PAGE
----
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Disability (Read 2083 times)
Bonnie lee
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Disability
Mar 27th, 2012 at 9:27pm
 
Has anyone ever tried to or gotten disability with these damn cluster headaches?  Sometimes they can be so debilitating that you can't work for days. Don't get me wrong I am definitely a hard worker and not looking for a free ride but there has to be some of us out there that have them so bad that they are completely unable to work. That scares me sometimes. So far I have been lucky. I have to call in here and there but I wonder if it will ever come to a point where they will become so bad that here and there becomes more and more often.
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Brew
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Re: Disability
Reply #1 - Mar 27th, 2012 at 9:53pm
 
Sign up for temporary Family and Medical Leave Act. I did, but I've never had to use it.
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CH Keith
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Re: Disability
Reply #2 - Apr 4th, 2012 at 5:18pm
 
I tried to sign up for an Intermittent Leave that my company offers.  The information was geared toward a medical leave and wanted information from my doctor, such as "How long will the patient be in treatment?" or "How long will the patient be in recovery?"  Since there were no answers to those questions, I had to go back and forth with the Leave department and by the time I started making progress, I was in remission.  Since then, I just make my manager aware when I'm approaching a cycle and let her know the previous impacts.  Most of my managers are understanding and don't make me reapply for the Intermitten Leave.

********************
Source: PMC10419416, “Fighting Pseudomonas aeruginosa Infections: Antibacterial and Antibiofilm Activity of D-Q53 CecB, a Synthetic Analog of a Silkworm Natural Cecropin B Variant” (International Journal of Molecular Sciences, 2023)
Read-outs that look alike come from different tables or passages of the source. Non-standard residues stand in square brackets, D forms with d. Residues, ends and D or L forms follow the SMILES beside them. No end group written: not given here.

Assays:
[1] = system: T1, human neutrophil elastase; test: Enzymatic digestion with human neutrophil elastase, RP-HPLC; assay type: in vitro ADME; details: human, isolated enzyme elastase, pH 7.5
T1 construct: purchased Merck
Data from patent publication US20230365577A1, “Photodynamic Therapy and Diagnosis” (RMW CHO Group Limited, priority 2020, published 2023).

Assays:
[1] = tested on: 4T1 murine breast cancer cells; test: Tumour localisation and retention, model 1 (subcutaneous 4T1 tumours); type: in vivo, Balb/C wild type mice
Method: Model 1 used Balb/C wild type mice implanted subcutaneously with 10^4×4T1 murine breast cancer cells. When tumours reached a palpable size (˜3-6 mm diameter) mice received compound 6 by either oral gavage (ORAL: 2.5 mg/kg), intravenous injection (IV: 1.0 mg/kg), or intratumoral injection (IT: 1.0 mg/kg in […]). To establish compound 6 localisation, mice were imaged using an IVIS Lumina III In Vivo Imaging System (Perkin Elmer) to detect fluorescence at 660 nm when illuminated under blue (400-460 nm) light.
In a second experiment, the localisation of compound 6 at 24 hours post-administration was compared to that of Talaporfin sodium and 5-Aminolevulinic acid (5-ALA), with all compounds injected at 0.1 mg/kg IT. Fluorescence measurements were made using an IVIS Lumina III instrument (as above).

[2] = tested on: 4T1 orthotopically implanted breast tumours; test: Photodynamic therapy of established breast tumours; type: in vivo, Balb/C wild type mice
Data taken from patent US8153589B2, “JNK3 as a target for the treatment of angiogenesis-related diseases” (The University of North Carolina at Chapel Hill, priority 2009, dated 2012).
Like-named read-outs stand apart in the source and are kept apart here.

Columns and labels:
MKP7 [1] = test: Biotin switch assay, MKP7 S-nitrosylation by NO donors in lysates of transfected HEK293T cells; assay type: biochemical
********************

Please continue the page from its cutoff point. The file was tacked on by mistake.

I would recommend trying something official with your employer so there is a record in case something comes up later and it impacts your work.

Better safe than sorry.
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koda
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Re: Disability
Reply #3 - Apr 8th, 2012 at 1:38am
 
I was able to successfully get short term disability for the 3 months I was out for my CH- the worst cycle I'd ever had. My insurance initially denied my claim twice. It took a lot of time and effort on my part- careful documentation and a TON of paperwork- but I ended up winning on my second appeal. If it ever happens again, I'll know better how to document and keep better records- cause that's exactly what I feel like doing when I'm in the middle of 6 CH attacks a day! It can be done though... luckily I had opted for short-term disability through my company...
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Guiseppi
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Re: Disability
Reply #4 - Apr 8th, 2012 at 6:45am
 
That's awesome Koda, way to stick to your guns. Glad ya stuck your head in. Wink

Joe
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jmag
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Re: Disability
Reply #5 - Apr 12th, 2012 at 12:29am
 
Hey Bonnie,

This is my opinion.  Please bear that in mind while reading.

Yes, it is possible.  I'm on permanent disability originally due to chronic ch's. 

The amount of documentation that's needed is staggering.  My file is huge, like everyone's here.  I have to continue to document the progress that is made or not.  I average 10-15 per day, 45 min. up to 3 hours.  I've known a bunch of people that have been diagnosed with chronic headaches that are disabled.

White matter lesions on brain, indicating brain damage as well.  And now a whole new slew of symptoms which I'm working on. 

If you want an opinion about 'being in the system.'-I would rather not be.  Why? Neurontin, thus far is the only med that worked for my ch's.  They went generic to Gabapentin.  Fine.  However, two years ago they switched manufacturers four times in one year.  The binders between the manufacturers are all different.  It was like getting used to a new medication every time they switched.  They don't go with what works best.  They go with what is cheapest. 

If you can continue to work, I would recommend you do so.  Remember, I said if.  I understand how hard it is to work with the ch's.  I lost jobs over them.  If your employer works with you, I would have considered that a God send.